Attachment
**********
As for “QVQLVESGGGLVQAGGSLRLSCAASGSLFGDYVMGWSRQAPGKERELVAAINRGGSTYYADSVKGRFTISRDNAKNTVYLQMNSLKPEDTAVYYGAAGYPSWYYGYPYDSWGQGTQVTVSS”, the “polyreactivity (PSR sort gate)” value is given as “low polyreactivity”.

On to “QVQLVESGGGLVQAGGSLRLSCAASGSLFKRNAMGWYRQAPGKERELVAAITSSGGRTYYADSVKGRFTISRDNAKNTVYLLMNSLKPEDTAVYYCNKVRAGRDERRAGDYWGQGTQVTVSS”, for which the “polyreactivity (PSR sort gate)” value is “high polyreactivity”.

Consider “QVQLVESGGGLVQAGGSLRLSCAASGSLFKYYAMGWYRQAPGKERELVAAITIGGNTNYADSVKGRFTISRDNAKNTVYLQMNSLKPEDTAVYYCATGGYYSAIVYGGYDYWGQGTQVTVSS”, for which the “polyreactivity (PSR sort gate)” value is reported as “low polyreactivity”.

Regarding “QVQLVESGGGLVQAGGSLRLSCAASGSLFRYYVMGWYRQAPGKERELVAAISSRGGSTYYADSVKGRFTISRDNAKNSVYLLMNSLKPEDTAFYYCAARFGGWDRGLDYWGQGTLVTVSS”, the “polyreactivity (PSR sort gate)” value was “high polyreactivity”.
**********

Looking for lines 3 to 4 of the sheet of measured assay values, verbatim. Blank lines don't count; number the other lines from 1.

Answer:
Consider “QVQLVESGGGLVQAGGSLRLSCAASGSLFKYYAMGWYRQAPGKERELVAAITIGGNTNYADSVKGRFTISRDNAKNTVYLQMNSLKPEDTAVYYCATGGYYSAIVYGGYDYWGQGTQVTVSS”, for which the “polyreactivity (PSR sort gate)” value is reported as “low polyreactivity”.

Regarding “QVQLVESGGGLVQAGGSLRLSCAASGSLFRYYVMGWYRQAPGKERELVAAISSRGGSTYYADSVKGRFTISRDNAKNSVYLLMNSLKPEDTAFYYCAARFGGWDRGLDYWGQGTLVTVSS”, the “polyreactivity (PSR sort gate)” value was “high polyreactivity”.